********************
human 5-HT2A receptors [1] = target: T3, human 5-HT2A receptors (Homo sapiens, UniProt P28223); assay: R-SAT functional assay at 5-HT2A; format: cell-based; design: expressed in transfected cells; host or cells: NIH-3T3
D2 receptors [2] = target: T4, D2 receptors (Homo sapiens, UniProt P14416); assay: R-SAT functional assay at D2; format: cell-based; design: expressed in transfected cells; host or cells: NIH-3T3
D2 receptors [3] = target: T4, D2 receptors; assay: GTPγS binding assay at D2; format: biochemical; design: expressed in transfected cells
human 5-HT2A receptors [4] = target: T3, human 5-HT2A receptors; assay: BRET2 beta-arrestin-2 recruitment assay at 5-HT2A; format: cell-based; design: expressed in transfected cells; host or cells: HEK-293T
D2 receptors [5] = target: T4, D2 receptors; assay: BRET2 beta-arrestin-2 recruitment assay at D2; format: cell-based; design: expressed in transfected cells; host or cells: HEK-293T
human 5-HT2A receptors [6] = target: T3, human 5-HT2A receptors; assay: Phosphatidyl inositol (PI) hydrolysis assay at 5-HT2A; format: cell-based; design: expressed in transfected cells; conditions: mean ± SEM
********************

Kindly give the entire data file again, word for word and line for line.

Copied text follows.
human 5-HT2A receptors [1] = target: T3, human 5-HT2A receptors (Homo sapiens, UniProt P28223); assay: R-SAT functional assay at 5-HT2A; format: cell-based; design: expressed in transfected cells; host or cells: NIH-3T3
D2 receptors [2] = target: T4, D2 receptors (Homo sapiens, UniProt P14416); assay: R-SAT functional assay at D2; format: cell-based; design: expressed in transfected cells; host or cells: NIH-3T3
D2 receptors [3] = target: T4, D2 receptors; assay: GTPγS binding assay at D2; format: biochemical; design: expressed in transfected cells
human 5-HT2A receptors [4] = target: T3, human 5-HT2A receptors; assay: BRET2 beta-arrestin-2 recruitment assay at 5-HT2A; format: cell-based; design: expressed in transfected cells; host or cells: HEK-293T
D2 receptors [5] = target: T4, D2 receptors; assay: BRET2 beta-arrestin-2 recruitment assay at D2; format: cell-based; design: expressed in transfected cells; host or cells: HEK-293T
human 5-HT2A receptors [6] = target: T3, human 5-HT2A receptors; assay: Phosphatidyl inositol (PI) hydrolysis assay at 5-HT2A; format: cell-based; design: expressed in transfected cells; conditions: mean ± SEM